Friday, January 30, 2015

Number 1690: The Claw’s family ties untied

Even the supervillain Claw has some family. In this case it is an uncle in Tibet, who has a formula the Claw needs. But the uncle believes the Claw is the disgrace of the family. I would also be ashamed of a grotesquely ugly criminal nephew who can grow to 25 feet tall and tosses henchmen to their deaths for any old reason.

I am amused by the flights to Tibet (quoting the Claw: “I will be back shortly”), which are treated as if that faraway land is no further than a drive to the corner drugstore.

For a time in the forties the Claw, created by Jack Cole, was a supervillain in the Lev Gleason comics. He was on the side of America’s enemies (which accounts for his henchmen hailing him with “Heil, Claw!”) and pursued by a costumed hero called the Ghost. For some reason the mixture of a cartoon style and hideous villain seems to work. Well enough, anyway, that the caption in the splash panel, “This is NOT a true story!” doesn’t strike me as any kind of revelation.

This is from Daredevil #18 (1943), with writing and art attributed by the Grand Comics Database to Charles Biro’s co-editor, Bob Wood.

For another tale of the Ghost and the Claw go back eight years (yow!) to 2007, and this early Pappy's posting, and then to 2011 when the Claw shows up as a WWII training unit emblem!


J_D_La_Rue_67 said...

I've checked Jack Cole's Claw and it is indeed an impressive sight.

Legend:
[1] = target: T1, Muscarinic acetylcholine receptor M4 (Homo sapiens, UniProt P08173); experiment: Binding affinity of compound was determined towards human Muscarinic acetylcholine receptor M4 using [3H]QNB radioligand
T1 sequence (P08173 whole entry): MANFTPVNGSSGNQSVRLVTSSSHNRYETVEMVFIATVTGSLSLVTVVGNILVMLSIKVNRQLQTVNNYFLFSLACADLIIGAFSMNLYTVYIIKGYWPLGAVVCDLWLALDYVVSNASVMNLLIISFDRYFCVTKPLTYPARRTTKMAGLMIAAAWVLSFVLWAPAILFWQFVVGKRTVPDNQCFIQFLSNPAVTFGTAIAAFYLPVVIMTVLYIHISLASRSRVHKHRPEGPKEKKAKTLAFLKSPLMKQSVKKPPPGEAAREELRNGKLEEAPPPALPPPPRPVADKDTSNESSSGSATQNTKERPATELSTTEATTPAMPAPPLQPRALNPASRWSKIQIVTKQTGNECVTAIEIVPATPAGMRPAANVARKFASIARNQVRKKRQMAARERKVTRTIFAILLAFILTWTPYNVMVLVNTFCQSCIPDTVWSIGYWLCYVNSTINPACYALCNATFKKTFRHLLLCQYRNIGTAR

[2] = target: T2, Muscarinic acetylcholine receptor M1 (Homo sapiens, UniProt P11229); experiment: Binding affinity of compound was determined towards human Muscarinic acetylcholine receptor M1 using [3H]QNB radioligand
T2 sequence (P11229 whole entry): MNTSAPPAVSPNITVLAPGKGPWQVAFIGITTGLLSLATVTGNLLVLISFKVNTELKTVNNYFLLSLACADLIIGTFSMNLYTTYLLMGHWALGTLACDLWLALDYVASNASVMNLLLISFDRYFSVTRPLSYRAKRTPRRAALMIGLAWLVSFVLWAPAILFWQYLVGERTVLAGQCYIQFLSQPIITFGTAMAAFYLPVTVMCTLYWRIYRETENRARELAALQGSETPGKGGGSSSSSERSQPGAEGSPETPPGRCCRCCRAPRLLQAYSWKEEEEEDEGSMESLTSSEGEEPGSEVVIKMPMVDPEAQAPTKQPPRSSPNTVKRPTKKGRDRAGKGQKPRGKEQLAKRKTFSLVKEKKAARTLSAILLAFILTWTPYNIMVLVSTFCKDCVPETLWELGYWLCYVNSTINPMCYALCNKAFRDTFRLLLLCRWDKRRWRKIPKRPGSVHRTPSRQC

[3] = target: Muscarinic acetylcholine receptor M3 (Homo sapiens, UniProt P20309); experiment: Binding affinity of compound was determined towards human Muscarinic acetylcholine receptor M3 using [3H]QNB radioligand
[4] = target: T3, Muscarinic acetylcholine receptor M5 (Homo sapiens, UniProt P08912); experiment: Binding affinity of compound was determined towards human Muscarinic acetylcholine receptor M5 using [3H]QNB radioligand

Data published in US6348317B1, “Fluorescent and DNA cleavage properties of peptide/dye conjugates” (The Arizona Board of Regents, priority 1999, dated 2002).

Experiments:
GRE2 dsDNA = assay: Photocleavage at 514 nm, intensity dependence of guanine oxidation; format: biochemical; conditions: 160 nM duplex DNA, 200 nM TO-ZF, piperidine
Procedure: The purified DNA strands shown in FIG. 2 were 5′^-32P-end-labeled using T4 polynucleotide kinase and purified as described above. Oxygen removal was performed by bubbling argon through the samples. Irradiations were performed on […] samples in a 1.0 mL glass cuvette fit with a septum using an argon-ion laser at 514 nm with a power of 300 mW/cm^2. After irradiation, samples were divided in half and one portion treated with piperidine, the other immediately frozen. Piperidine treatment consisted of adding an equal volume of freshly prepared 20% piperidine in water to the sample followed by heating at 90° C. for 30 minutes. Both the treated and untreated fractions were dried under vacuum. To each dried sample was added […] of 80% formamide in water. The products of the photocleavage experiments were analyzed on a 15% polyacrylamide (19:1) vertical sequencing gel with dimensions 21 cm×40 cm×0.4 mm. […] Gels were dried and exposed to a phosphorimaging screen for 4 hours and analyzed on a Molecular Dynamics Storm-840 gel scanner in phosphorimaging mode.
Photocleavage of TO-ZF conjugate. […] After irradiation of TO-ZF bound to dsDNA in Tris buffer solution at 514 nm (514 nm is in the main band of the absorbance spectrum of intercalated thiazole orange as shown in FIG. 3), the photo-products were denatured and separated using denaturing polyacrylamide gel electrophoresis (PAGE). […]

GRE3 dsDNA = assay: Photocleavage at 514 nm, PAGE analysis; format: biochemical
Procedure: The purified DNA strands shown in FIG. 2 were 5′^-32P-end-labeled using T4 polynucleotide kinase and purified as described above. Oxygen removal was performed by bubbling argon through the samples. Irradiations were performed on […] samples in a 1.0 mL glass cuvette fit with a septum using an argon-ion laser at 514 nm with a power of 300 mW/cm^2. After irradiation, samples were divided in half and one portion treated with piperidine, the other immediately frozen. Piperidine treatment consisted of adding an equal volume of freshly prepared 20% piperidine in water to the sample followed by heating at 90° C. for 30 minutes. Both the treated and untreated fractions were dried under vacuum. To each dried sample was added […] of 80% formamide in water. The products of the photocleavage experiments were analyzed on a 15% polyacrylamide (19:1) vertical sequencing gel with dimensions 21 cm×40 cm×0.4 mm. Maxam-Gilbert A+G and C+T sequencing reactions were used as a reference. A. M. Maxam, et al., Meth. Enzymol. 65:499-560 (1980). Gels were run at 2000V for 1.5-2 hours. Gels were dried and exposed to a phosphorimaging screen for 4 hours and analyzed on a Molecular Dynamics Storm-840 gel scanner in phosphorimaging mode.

Maybe that's why the Devil Cat chose its insignia, even if he was actually an "enemy".
It's not so strange, by the way, to have an "enemy" painted on your fighter plane. in the Luftwaffe, General Adolf Galland started to have Mickey Mouse painted on his plane in 1938 during the Spanish civil war, when he was captain in the Condor Legion. "It's just that I like him", he said.
All in all, I am inclined to think The Claw is an example of a character's decline due to the mediocrity of artists.

Brian Barnes said...

Even though the Claw's uncle is a genius, and a good guy, he's still drawn like a sub-human. Ah, the war years.

One interesting story note: Notice how our hero doesn't get defeated by the bad guy; only delayed by a lucky shot -- and it was something unexpectedly caused by the shot.

Nothing in the story would have changed if the ghost was actually hit by the bad guy thrown at him; the Claw and his minions must always be shown as completely and utterly inferior to our hero. Only random chance defeats the ghost!

It was 1943 and at this point I think we learned to stop underestimating the Japanese, which got us into all sorts of trouble at the beginning of WWII. This is the bad side of propaganda for propagandist.

Russ said...

I love these insane old comics, where there is no rational pacing or plot, just sheer momentum. Does the Ghost have an origin?

Lots of big teeth in this story, by the way. The Ghost's mask makes me hear piano music.

Pappy said...

J D, I am in agreement that following Jack Cole's version was a letdown. But that includes just about every character Jack Cole ever drew. He was one of a kind.

Pappy said...

Russ, I share that love of old irrationally plotted and paced old comics.

Not only are the stories crazy, but I wonder how much insight they give us for their creators.

Pappy said...

Brian, thanks for bringing up the subject. Yes, I believe most Americans underestimated the Japanese. The Japanese were a tenacious and determined enemy, who were prepared to fight to the last man. They were also prepared to live and fight under extreme conditions with no thought to surrender.